Theoretical Framework for Practice
Establishing a Theoretical Framework for Practice
Theories of Adult Education
Within the field of education, there are many theories of adult learning. Some find that behavior is the motivation for learning. Others find that interactions with society or organization of thought processes contribute to the acquisition of knowledge. Whatever the case may be, educators must understand the mechanisms of student learning in order to be effective in their teaching methods.
Scandura’s structural learning (SLT) is a behaviorism theory in which subject matter is broken down into smaller pieces. These pieces or rules are built upon to bring forth the higher-level concept. “SLT is generally known for its applicability to mathematics, but the ideas can be extended to other areas” (Scandura, 2001). For example in mathematics, addition and subtraction must be learned before advancing to algebra or geometry. In English, the rules of phonics need to be known before writing a research paper. Once the elements of any particular piece of knowledge were known, Scandura attempted to identify what a person knows and how it will impact behavior.
Scandura’s goal was to be able to predict behavior and knowledge through computer representation. Over a thirty year period, researchers were finally able to demonstrate their findings through directed graphs. While the graphs were able to accurately show knowledge in relation to behavioral outcomes, they could not display if the subject was an expert in the knowledge area. By 1994, Scandura had refined his method to include computer software that displayed a “relationship between data structure analysis and process analyses” (Scandura, 2007). To put it simply, when using an abstract process the data shown was more complex. On the other hand, complex processes produced simple data. This model was finally able to provide researchers with a view of the expertise level of the subject.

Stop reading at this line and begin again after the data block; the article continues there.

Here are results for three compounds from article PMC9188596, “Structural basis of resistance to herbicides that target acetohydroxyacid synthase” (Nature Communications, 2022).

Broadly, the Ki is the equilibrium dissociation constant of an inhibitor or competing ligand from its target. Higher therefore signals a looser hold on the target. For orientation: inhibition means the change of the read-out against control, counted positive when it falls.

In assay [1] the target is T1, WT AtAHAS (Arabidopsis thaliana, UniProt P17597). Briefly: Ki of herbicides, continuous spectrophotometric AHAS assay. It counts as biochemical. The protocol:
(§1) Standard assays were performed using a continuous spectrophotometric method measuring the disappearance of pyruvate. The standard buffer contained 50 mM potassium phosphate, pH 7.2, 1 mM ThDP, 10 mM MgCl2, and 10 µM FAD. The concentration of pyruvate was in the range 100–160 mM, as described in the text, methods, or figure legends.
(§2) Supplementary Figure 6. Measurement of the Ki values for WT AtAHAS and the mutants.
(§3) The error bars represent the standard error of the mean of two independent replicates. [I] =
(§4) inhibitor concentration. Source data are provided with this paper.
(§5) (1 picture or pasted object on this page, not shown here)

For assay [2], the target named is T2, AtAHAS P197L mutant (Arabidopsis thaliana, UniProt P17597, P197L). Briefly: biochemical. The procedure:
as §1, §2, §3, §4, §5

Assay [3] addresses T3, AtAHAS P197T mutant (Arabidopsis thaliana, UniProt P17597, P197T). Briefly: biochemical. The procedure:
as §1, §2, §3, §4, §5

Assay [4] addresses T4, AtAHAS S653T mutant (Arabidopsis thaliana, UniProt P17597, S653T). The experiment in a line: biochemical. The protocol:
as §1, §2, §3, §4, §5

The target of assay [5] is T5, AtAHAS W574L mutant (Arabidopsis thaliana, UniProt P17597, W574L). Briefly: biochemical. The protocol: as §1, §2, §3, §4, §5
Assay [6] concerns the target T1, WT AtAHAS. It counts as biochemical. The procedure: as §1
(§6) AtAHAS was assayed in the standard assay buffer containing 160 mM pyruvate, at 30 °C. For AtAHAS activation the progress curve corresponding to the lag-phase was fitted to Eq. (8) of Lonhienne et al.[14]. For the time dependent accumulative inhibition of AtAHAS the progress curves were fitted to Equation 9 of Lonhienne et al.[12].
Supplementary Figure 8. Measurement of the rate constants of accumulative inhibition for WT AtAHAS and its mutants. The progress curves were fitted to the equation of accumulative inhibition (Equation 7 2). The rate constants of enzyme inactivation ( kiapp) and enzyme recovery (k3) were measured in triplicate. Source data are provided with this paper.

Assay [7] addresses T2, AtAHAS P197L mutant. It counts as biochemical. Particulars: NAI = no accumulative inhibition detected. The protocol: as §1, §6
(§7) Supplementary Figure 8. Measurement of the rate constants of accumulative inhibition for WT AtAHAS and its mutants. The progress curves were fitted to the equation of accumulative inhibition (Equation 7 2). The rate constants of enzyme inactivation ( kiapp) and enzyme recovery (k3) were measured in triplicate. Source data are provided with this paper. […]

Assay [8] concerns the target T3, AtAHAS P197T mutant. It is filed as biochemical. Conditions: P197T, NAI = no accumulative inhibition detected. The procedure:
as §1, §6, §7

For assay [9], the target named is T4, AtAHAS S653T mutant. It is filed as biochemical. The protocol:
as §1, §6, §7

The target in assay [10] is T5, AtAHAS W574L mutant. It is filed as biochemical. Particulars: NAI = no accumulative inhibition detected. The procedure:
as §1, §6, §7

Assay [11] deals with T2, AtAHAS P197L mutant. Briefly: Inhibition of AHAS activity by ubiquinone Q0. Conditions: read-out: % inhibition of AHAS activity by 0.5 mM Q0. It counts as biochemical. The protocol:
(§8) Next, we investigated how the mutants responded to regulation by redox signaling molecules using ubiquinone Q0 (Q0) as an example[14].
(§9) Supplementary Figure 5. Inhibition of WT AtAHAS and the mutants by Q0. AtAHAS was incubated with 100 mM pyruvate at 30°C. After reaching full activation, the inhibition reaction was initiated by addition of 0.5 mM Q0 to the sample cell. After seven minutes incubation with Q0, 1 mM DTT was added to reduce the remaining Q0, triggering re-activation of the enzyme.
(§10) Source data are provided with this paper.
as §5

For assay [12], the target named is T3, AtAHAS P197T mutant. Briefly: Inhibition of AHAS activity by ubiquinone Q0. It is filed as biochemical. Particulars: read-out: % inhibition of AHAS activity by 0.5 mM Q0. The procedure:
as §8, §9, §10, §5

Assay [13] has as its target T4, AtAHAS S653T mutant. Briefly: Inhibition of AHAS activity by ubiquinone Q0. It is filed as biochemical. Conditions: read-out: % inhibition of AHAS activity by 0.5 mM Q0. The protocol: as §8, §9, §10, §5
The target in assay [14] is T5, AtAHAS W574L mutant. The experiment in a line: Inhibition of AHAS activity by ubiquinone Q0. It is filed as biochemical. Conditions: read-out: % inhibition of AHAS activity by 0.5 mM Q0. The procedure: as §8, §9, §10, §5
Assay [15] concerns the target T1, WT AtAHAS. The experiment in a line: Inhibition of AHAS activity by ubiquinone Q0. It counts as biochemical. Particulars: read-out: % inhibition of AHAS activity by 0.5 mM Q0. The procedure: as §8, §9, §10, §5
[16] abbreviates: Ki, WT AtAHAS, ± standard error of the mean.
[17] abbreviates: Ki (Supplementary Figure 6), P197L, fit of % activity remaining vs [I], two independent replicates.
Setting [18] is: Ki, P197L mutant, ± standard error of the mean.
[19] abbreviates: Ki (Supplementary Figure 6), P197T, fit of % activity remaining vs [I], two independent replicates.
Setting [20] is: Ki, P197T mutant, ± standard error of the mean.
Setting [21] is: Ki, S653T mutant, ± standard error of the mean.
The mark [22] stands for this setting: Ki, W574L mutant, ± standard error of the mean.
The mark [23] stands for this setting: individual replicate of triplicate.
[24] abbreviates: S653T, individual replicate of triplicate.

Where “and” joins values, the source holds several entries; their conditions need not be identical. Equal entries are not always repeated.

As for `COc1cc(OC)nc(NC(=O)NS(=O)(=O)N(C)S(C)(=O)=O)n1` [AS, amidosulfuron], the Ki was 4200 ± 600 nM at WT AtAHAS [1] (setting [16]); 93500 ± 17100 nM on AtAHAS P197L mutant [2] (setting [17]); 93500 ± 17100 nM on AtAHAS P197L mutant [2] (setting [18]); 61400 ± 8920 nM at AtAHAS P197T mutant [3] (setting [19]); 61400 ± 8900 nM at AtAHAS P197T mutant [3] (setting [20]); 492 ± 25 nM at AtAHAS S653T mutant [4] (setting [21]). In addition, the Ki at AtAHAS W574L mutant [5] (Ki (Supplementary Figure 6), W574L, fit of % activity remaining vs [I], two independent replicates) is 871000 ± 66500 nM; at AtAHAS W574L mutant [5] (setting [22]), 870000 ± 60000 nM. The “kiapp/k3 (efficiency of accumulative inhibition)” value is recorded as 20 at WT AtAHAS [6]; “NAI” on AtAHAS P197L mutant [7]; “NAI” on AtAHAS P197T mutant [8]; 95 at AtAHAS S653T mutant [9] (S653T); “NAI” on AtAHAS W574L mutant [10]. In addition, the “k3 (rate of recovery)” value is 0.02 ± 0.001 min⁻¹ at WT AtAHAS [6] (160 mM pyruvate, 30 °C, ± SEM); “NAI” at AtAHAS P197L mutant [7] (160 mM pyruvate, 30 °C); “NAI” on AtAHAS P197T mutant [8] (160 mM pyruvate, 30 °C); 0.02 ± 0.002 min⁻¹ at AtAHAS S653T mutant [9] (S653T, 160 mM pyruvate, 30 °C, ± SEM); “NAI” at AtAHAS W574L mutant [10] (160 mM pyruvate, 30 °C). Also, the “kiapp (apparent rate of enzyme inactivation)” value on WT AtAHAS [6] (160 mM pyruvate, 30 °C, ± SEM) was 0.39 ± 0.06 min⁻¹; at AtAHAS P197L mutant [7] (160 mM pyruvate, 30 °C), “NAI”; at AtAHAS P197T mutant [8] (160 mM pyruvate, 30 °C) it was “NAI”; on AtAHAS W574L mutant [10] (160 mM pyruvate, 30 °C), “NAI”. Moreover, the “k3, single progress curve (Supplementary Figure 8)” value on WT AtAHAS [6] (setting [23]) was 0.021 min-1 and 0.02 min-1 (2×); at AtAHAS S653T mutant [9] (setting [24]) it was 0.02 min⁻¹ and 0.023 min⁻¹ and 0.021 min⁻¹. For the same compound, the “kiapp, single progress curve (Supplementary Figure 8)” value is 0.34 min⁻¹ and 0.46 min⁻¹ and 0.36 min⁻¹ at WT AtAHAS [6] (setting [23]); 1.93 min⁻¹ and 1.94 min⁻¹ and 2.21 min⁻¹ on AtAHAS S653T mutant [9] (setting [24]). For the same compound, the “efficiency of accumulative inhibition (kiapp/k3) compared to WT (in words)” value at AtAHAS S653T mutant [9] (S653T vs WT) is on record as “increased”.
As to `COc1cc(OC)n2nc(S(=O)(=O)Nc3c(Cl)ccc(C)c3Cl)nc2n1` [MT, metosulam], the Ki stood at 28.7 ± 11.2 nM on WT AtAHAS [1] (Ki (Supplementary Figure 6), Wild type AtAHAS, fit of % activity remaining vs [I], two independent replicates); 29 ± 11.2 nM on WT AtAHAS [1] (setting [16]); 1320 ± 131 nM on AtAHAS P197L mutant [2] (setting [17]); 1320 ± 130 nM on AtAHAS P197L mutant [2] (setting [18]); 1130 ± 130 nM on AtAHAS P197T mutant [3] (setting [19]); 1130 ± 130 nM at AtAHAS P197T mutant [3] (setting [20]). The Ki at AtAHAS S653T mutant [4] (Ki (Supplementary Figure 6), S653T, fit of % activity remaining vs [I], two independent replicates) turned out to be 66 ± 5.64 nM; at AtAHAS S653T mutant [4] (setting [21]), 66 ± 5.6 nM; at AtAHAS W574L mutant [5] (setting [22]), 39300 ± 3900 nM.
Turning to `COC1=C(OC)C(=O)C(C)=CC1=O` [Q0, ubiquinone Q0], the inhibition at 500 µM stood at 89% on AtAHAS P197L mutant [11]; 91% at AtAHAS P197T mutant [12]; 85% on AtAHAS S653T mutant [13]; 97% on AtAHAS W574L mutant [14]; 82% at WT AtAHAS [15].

Vygotsky’s cognitive theory pointed to two types of processes involved with learning; 1) within their zone of proximal development in which their abilities are matched to learning 2) immediately outside this zone, where with assistance more complex learning can evolve (English, 2006). An important element of this theory is that learning occurs when it is related to previously knowledge and all individuals learn in different ways.
Similar to cognivism, constructivism is the view of learning involving connections to previous knowledge or experiences. This theory expands to add that perception of knowledge impacts the process of learning. According to theorists, active participation and relational meaning with learning concepts is essential in education structures.
Strategies Drawn from Theories
Finding a place for SLT in the integrative education model is easy given the definition of integrative learning. “Integrative learning comes in many varieties: connecting skills and knowledge from multiple sources and experiences; applying theory to practice in various settings; utilizing diverse and even contradictory points of view; and, understanding issues and positions contextually” (Huber & Hutchings, 2004). Just like SLT, integrative learning is a connection of information that is built upon previous smaller bits of information. Yet unlike integrative learning, Structural Learning Theory has the ability to view current knowledge through computer generated testing, find gaps in that knowledge, and suggest which gaps are in need of being filled. It is the ‘ah ha’ moment that we experience when learning in the integrative model.